Three WWI poems by Giuseppe Ungaretti

Here are my adaptations of three poems by Italy foremost poet of the First Word War, Giuseppe Ungaretti (1888-1970). They are Veglia” (Vigil), “Fratelli” (Brothers), and “Sono una creatura”(I am a creature), both in the original Italian and in English translations by Marco Sonzogni and Ross Woods. These comics are the product of an ongoing collaboration with Sonzogni and Woods, and with the New Zealand Centre for Literary Translation at  Victoria University of Wellington. (click on images to enlarge)
(Adattamenti a fumetti di tre poesie della prima guerra mondiale scritte da Giuseppe Ungaretti)
ungaretti italiano
ungaretti 001fratelli 001iamacreature

20 Responses to Three WWI poems by Giuseppe Ungaretti

  1. Tonia says:

    Salve, sono una docente e insegno letteratura italiana e storia in un istituto professionale, volevo dirle che i sui fumetti delle poesie di Ungaretti sono bellissimi, emozionanti, domani li proporrò ai miei studenti e alle mie studentesse, sono sicura che li apprezzeranno.

    Antonietta La Manna


  2. Jennie De Meis says:

    Che lavoro meraviglioso hai fatto. Mi vien da piangere.


  3. Giorgia says:

    Astonished. These are such impressive works! You really did justice to the beaty of Ungaretti’s poems. Thank you, from an italian abroad.

    Liked by 1 person

  4. Giorgio Borroni says:

    Dear Mr. Peters, I teach Italian Literature and History in a Lower secondary school and I found your comics about Ungaretti. I will use ’em for my lession on line I’ll have to do tomorrow, since the schools are closed because of the Covid19. Thanks for your beautiful art. Just to let you know it will be useful too!
    Giorgio Borroni


  5. francesca says:

    veramente toccanti le immagini come tra l’altro le parole di Ungaretti! ti faccio i miei complimenti


  6. Pingback: WORLD WAR ONE – websites to visit – Channel Frog

  7. An aSTONished visitor says:

    Just discovered ‘I am a creature’, whose lines sound universal and timeless. The gradual zoom in the drawings, along with our reading process, strengthens the dramatic effect !


  8. Pingback: Ungaretti’s Dead Comrade Identified? – An Article by Mario Colombo | julian peters comics

  9. Adina Ruiu says:

    I can think of a number of situations in which pre-printed postcards might look less like an expression of censorship and more like a service to communication in difficult circumstances (injuries resulting in the incapacity to write; borderline illiteracy). But the extreme limits they impose on expression (and the expression of feelings) contribute to overcharging the significance of handwriting: by letting the typewriting carry the basic information all postcards convey, the few letters scribbled on the bottom of the page become the truest vehicle of the soul and signature becomes a true incarnation of the being.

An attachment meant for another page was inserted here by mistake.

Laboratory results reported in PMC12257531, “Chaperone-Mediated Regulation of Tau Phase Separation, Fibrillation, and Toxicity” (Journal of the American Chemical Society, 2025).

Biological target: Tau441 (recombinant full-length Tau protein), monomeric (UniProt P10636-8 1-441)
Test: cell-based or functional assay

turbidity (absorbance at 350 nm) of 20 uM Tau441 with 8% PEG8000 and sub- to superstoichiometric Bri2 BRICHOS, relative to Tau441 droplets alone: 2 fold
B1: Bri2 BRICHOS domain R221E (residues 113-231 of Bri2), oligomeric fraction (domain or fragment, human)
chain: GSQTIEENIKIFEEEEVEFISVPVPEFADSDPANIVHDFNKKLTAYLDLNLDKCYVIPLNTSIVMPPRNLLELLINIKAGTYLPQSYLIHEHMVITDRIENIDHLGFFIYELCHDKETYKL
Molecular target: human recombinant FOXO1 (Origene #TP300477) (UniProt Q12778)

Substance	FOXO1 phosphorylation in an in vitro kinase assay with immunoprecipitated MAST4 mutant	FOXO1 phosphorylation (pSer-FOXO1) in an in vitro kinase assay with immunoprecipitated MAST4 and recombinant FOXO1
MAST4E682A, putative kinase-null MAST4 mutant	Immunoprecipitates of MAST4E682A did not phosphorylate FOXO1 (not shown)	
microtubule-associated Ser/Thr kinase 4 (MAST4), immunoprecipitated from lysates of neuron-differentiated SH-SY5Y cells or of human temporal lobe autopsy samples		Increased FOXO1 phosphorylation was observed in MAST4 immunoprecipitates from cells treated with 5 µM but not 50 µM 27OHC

• True, although it is terribly galling the way one’s signature acts as a personal endorsement of the coercively optimistic framework that the pre-printed postcard sets forth. It seems to me the only way of crying out one’s true desperation would be to cross out all of the lines provided. I know too that some soldiers, including Wilfred Owen, had devised a code with their loved ones based on the manner in which they crossed out certain lines.


  10. Adina Ruiu says:

    Beautiful and moving work, Julian! I am reading many postcards sent by French soldiers to their loved ones during “la Grande Guerre”, and this looks like a very poignant depiction of the circumstances in which they were writing… May I (in all humbleness) invite you to have a look at this related post?


    • Thanks Adina! The imagery does fit in well with the touching narrative you’ve so painstakingly reconstructed. It must be quite moving to read through that kind of WW1 correspondence, reading the emotion in the lines, between the lines, and in the very contours of the lines, as in your palimpsest. I recently saw some British WW1 pre-printed postcards in which soldiers were only allowed to sign their names and mark off whether they were “quite well” or specify their injuries. It made me wonder what calligraphic or other devices soldiers must have used to convey the true intensity of their feelings:


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